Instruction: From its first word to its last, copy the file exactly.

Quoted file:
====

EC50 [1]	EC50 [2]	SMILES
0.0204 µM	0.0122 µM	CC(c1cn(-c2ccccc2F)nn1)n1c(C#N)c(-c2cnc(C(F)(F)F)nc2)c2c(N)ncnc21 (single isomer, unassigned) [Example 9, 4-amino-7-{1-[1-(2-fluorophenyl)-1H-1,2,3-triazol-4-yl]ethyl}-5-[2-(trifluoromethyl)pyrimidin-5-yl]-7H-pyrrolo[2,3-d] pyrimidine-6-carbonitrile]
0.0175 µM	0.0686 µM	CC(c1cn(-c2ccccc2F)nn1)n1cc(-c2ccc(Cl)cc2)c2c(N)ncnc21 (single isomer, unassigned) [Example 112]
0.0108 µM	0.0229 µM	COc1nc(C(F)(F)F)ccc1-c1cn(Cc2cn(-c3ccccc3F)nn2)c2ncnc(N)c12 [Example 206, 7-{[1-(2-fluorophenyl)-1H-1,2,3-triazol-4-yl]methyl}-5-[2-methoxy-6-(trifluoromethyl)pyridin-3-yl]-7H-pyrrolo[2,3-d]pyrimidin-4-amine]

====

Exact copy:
EC50 [1]	EC50 [2]	SMILES
0.0204 µM	0.0122 µM	CC(c1cn(-c2ccccc2F)nn1)n1c(C#N)c(-c2cnc(C(F)(F)F)nc2)c2c(N)ncnc21 (single isomer, unassigned) [Example 9, 4-amino-7-{1-[1-(2-fluorophenyl)-1H-1,2,3-triazol-4-yl]ethyl}-5-[2-(trifluoromethyl)pyrimidin-5-yl]-7H-pyrrolo[2,3-d] pyrimidine-6-carbonitrile]
0.0175 µM	0.0686 µM	CC(c1cn(-c2ccccc2F)nn1)n1cc(-c2ccc(Cl)cc2)c2c(N)ncnc21 (single isomer, unassigned) [Example 112]
0.0108 µM	0.0229 µM	COc1nc(C(F)(F)F)ccc1-c1cn(Cc2cn(-c3ccccc3F)nn2)c2ncnc(N)c12 [Example 206, 7-{[1-(2-fluorophenyl)-1H-1,2,3-triazol-4-yl]methyl}-5-[2-methoxy-6-(trifluoromethyl)pyridin-3-yl]-7H-pyrrolo[2,3-d]pyrimidin-4-amine]